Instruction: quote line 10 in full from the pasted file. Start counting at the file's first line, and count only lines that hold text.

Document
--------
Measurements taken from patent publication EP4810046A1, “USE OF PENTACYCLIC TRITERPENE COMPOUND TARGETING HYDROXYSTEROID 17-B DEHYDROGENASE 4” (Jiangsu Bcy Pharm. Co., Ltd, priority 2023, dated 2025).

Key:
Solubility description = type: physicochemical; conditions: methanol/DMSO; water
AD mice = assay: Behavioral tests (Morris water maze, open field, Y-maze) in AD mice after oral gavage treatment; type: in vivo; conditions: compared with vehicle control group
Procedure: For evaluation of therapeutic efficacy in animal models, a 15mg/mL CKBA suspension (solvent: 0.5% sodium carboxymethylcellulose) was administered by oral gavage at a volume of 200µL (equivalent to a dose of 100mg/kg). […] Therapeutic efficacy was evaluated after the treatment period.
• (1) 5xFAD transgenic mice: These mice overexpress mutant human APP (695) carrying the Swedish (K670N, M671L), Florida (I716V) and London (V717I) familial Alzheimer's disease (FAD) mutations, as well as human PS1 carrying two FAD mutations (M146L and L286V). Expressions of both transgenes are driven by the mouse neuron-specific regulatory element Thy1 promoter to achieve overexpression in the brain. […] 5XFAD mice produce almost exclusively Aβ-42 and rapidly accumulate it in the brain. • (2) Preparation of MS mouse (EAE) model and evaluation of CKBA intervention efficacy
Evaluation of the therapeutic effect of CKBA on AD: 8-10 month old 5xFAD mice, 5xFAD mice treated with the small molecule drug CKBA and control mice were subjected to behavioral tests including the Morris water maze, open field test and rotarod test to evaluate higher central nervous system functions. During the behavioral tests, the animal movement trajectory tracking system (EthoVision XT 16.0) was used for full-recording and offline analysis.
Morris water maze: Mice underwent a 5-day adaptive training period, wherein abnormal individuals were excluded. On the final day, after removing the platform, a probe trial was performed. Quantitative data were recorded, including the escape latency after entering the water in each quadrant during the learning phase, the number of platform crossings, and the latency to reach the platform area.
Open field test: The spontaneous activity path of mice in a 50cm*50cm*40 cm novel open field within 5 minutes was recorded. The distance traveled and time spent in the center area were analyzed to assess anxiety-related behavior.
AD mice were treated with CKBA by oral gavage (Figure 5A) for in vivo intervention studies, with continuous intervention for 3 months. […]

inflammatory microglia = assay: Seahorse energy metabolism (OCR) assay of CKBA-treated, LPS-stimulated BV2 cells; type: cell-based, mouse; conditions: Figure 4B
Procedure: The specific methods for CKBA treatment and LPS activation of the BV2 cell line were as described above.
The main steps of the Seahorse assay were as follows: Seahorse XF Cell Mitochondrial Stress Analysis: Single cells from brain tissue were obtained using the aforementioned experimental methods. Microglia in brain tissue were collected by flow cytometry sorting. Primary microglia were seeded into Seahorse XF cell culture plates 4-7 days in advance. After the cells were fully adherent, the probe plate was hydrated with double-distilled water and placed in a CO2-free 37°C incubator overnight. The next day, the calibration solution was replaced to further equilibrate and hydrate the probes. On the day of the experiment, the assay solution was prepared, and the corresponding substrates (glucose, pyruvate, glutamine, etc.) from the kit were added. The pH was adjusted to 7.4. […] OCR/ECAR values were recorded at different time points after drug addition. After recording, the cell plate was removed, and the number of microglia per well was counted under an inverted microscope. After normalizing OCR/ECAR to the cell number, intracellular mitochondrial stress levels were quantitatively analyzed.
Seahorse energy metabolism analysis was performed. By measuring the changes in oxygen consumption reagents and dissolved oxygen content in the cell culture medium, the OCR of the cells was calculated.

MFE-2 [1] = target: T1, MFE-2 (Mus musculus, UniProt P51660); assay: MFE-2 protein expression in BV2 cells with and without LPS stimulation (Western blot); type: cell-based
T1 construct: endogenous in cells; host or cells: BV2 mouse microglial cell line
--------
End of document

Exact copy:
AD mice were treated with CKBA by oral gavage (Figure 5A) for in vivo intervention studies, with continuous intervention for 3 months. […]